1.5M patients' data, including PM Lee Hsien Loong's, stolen in major cyberattack

PM Lee Hsien Loong posing with Ng Hon Wing, his radiographer at the Singapore General Hospital on 10 February, 2016. (PHOTO: Lee Hsien Loong/Facebook)
PM Lee Hsien Loong posing with Ng Hon Wing, his radiographer at the Singapore General Hospital on 10 February, 2016. (PHOTO: Lee Hsien Loong/Facebook)

Information on Prime Minister Lee Hsien Loong’s outpatient dispense medicines as well as personal particulars of about 1.5 million patients were stolen from SingHealth’s database in a recent “deliberate and well-planned cyberattack”, said the Ministry of Health (MOH) and the Ministry of Communications and Information (MCI) on Friday (20 July).

“The attackers specifically and repeatedly targeted Prime Minister Lee Hsien Loong’s personal particulars and information on his outpatient dispensed medicines,” the authorities added in a joint statement.

In response to the announcement, Lee said attackers would be “disappointed” with what they found about him.

I don’t know what the attackers were hoping to find. Perhaps they were hunting for some dark state secret, or at least something to embarrass me,” wrote Lee on his Facebook page. “My medication data is not something I would ordinarily tell people about, but there is nothing alarming in it.”

Investigations by the Cyber Security Agency of Singapore (CSA) and the Integrated Health Information System (IHiS) have confirmed that the incident was “deliberate, targeted and well-planned”, but the MOH did not specify the attackers, only adding to say that it was “not the work of casual hackers or criminal gangs”.

Of the attackers, Lee said, “Those trying to break into our data systems are extremely skilled and determined. They have huge resources, and never give up trying.”

Lee had battled cancer twice. In 2015, he underwent surgery to remove his cancerous prostate gland and was given the all-clear for prostate cancer. He had another bout with cancer in 1992 arising from intermediate grade malignant lymphoma.

The attackers also illegally accessed and copied data including the name, NRIC number, address, gender, race and date of birth of about 1.5 million patients who visited SingHealth’s specialised outpatient clinics and polyclinics from 1 May 2015 to 4 July.

Information on the outpatient dispensed medicines of about 160,000 of these patients was also exfiltrated. The records were not tampered with, and no other patient records, such as diagnosis, test results or doctors’ notes, were breached, the MOH added.

“We have not found evidence of a similar breach in the other public healthcare IT systems,” said the MOH.

As a precaution, the IHiS, with CSA’s support, has implemented further measures to tighten the security of SingHealth’s IT systems.

These include temporarily imposing internet surfing separation, additional controls on workstations and servers, reset user and systems accounts, and installed additional system monitoring controls, with similar measures being put in place for IT systems across the public healthcare sector.

The ministry has also directed IHiS to conduct a thorough review of the Republic’s public healthcare system, with support from third-party experts, to improve cyber threat prevention, detection and response.

“Areas of review will include cybersecurity policies, threat management processes, IT system controls and organisational and staff capabilities. Advisories have been sent to all healthcare institutions, public and private, on the cybersecurity precautions and measures to be taken,” the MOH said.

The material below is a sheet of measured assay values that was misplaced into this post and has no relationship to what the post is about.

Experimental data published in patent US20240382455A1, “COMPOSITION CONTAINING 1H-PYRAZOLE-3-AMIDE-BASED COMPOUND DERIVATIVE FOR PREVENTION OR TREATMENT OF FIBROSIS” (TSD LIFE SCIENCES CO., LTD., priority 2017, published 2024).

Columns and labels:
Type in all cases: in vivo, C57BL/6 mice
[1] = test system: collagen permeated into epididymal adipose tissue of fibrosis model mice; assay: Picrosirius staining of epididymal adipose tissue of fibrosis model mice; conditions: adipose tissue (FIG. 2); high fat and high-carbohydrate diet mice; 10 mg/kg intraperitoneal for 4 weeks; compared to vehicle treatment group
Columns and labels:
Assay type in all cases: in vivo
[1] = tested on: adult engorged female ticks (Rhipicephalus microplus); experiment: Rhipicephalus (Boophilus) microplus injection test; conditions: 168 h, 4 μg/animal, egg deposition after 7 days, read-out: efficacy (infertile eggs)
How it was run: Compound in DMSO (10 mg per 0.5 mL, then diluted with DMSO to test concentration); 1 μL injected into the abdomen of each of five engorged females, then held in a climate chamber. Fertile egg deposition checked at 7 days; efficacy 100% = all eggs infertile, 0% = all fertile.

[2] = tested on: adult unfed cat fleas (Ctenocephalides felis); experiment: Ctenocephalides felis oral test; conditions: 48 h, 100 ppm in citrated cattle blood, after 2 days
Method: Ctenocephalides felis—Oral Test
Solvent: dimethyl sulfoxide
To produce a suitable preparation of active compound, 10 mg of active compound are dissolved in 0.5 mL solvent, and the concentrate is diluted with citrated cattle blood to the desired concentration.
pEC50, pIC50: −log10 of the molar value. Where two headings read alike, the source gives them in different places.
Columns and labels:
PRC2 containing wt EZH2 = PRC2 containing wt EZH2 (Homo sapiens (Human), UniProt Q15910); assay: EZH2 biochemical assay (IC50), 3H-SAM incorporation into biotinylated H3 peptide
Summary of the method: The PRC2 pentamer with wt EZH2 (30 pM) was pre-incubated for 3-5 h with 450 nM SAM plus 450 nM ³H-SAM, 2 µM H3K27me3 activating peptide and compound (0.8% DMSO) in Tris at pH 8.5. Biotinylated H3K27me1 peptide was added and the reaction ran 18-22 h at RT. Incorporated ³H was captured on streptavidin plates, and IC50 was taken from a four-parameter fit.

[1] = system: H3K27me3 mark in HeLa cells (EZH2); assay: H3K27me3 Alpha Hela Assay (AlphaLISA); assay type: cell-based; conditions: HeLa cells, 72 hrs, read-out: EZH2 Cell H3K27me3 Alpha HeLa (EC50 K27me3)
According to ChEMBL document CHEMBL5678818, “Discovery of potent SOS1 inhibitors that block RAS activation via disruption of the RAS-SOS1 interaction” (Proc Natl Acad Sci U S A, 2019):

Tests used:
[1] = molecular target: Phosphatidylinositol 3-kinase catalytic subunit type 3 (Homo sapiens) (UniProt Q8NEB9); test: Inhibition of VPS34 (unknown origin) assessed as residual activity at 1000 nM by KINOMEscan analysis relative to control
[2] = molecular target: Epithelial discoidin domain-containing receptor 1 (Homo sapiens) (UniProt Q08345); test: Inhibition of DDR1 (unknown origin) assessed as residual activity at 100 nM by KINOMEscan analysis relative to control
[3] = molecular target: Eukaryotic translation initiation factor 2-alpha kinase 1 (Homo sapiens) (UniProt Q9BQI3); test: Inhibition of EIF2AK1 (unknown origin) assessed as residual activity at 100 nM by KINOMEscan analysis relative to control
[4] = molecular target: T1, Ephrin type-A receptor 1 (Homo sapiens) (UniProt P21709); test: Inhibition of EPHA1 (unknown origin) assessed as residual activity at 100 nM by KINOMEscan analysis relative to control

The Minister-in-Charge of Cyber Security will establish a Committee of Inquiry to conduct an independent external review of this incident.

Describing it as a “ceaseless effort”, Lee said, “Government systems come under attack thousands of times a day. Our goal has to be to prevent every single one of these attacks from succeeding. If we discover a breach, we must promptly put it right, improve our systems, and inform the people affected.”

“This is what we are doing in this case. We cannot go back to paper records and files. We have to go forward, to build a secure and smart nation.”

From Friday, SingHealth will be progressively contacting all patients who visited its specialist outpatient clinics and polyclinics from 1 May 2015 to 4 July, to notify them if their data had been illegally exfiltrated.

All the patients, whether or not their data were compromised, will receive an SMS notification over the next five days. Patients can also access the Health Buddy mobile app or SingHealth website to check if they are affected by this incident.

Background to cyber-attack

On 4 July, the IHiS’ database administrators had detected unusual activity on one of SingHealth’s IT databases.

After acting immediately to halt the activity, the IHiS investigated the incident to ascertain the nature of the activity, while putting in place additional cybersecurity precautions.

A week later, investigations confirmed that it was a cyber-attack, and the MOH, SingHealth and CSA were informed.

The CSA also ascertained that the cyber attackers accessed the SingHealth IT system through an initial breach on a particular front-end workstation.

“They subsequently managed to obtain privileged account credentials to gain privileged access to the database. Upon discovery, the breach was immediately contained, preventing further illegal exfiltration,” the MOH added.

SingHealth lodged a police report on 12 July. Police investigations are ongoing.

“With heightened monitoring, further malicious activities were observed. However, no further illegal exfiltration has been detected since 4 July,” said the MOH.

“All patient records in SingHealth’s IT system remain intact. There has been no disruption of healthcare services during the period of the cyberattack, and patient care has not been compromised.”

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